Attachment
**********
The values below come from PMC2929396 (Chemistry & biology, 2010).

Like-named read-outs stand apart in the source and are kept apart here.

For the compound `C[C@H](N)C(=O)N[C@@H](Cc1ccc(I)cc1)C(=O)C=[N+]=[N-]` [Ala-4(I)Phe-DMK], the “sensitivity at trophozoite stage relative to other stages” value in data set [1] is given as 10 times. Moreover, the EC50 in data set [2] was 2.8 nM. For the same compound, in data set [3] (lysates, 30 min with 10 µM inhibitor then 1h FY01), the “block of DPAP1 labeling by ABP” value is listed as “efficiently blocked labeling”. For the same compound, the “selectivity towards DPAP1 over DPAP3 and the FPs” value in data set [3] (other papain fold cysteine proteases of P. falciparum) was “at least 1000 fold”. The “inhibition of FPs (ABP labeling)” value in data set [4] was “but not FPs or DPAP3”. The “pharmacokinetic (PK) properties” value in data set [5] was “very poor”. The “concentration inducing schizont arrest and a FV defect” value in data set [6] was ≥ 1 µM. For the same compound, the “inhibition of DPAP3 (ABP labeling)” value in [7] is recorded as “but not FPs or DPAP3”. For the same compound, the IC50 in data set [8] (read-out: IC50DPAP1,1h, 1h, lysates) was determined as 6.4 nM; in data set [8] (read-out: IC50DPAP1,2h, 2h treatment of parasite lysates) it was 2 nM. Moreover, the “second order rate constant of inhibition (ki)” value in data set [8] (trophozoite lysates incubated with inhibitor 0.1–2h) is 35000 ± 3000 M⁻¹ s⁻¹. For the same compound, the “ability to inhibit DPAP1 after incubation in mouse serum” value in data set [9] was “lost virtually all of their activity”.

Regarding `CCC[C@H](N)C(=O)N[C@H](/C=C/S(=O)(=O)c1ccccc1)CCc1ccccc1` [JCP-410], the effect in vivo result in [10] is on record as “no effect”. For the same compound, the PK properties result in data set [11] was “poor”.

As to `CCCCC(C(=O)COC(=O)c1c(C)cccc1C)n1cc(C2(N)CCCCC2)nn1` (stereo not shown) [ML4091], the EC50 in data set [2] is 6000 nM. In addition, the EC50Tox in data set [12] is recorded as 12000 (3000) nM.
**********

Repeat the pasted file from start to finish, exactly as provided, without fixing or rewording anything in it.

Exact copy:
The values below come from PMC2929396 (Chemistry & biology, 2010).

Like-named read-outs stand apart in the source and are kept apart here.

For the compound `C[C@H](N)C(=O)N[C@@H](Cc1ccc(I)cc1)C(=O)C=[N+]=[N-]` [Ala-4(I)Phe-DMK], the “sensitivity at trophozoite stage relative to other stages” value in data set [1] is given as 10 times. Moreover, the EC50 in data set [2] was 2.8 nM. For the same compound, in data set [3] (lysates, 30 min with 10 µM inhibitor then 1h FY01), the “block of DPAP1 labeling by ABP” value is listed as “efficiently blocked labeling”. For the same compound, the “selectivity towards DPAP1 over DPAP3 and the FPs” value in data set [3] (other papain fold cysteine proteases of P. falciparum) was “at least 1000 fold”. The “inhibition of FPs (ABP labeling)” value in data set [4] was “but not FPs or DPAP3”. The “pharmacokinetic (PK) properties” value in data set [5] was “very poor”. The “concentration inducing schizont arrest and a FV defect” value in data set [6] was ≥ 1 µM. For the same compound, the “inhibition of DPAP3 (ABP labeling)” value in [7] is recorded as “but not FPs or DPAP3”. For the same compound, the IC50 in data set [8] (read-out: IC50DPAP1,1h, 1h, lysates) was determined as 6.4 nM; in data set [8] (read-out: IC50DPAP1,2h, 2h treatment of parasite lysates) it was 2 nM. Moreover, the “second order rate constant of inhibition (ki)” value in data set [8] (trophozoite lysates incubated with inhibitor 0.1–2h) is 35000 ± 3000 M⁻¹ s⁻¹. For the same compound, the “ability to inhibit DPAP1 after incubation in mouse serum” value in data set [9] was “lost virtually all of their activity”.

Regarding `CCC[C@H](N)C(=O)N[C@H](/C=C/S(=O)(=O)c1ccccc1)CCc1ccccc1` [JCP-410], the effect in vivo result in [10] is on record as “no effect”. For the same compound, the PK properties result in data set [11] was “poor”.

As to `CCCCC(C(=O)COC(=O)c1c(C)cccc1C)n1cc(C2(N)CCCCC2)nn1` (stereo not shown) [ML4091], the EC50 in data set [2] is 6000 nM. In addition, the EC50Tox in data set [12] is recorded as 12000 (3000) nM.